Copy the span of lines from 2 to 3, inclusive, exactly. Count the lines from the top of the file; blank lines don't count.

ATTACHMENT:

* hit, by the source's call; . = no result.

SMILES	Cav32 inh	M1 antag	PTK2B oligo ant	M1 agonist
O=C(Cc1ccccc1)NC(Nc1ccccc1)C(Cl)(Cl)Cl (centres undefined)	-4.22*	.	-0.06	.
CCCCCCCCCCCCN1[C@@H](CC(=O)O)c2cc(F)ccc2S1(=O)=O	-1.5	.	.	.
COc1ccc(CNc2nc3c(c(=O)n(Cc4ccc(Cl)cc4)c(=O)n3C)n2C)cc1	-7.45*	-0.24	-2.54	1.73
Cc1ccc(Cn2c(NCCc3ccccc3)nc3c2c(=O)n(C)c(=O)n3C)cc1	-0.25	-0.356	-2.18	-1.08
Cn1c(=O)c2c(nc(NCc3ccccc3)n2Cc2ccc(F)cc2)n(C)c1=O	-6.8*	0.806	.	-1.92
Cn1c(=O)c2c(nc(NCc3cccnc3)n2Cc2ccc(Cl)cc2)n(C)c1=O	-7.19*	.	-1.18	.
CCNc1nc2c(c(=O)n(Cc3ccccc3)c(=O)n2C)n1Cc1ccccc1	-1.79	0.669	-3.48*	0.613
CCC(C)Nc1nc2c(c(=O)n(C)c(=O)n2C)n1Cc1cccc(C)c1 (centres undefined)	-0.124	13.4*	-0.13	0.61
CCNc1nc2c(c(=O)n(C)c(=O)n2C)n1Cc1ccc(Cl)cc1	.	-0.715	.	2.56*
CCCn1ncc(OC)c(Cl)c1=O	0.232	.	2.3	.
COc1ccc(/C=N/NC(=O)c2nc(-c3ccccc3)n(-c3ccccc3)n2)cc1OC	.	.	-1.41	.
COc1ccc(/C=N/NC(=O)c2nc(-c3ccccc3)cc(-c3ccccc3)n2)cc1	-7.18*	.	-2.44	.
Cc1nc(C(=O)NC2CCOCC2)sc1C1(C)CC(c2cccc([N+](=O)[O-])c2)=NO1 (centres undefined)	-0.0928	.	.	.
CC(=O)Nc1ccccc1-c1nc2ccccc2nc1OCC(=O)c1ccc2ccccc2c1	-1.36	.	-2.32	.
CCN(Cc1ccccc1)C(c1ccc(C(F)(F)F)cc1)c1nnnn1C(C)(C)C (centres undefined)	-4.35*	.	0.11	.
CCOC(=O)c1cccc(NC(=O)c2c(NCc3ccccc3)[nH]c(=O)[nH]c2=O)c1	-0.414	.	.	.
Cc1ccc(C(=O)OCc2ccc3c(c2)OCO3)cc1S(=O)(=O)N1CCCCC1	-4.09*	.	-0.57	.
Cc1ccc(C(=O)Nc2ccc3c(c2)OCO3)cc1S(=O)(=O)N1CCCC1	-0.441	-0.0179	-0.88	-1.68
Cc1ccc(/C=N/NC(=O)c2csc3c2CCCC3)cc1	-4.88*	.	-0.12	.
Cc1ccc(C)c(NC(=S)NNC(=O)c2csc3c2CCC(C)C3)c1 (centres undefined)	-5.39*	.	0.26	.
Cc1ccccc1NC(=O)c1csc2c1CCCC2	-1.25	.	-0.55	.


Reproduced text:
SMILES	Cav32 inh	M1 antag	PTK2B oligo ant	M1 agonist
O=C(Cc1ccccc1)NC(Nc1ccccc1)C(Cl)(Cl)Cl (centres undefined)	-4.22*	.	-0.06	.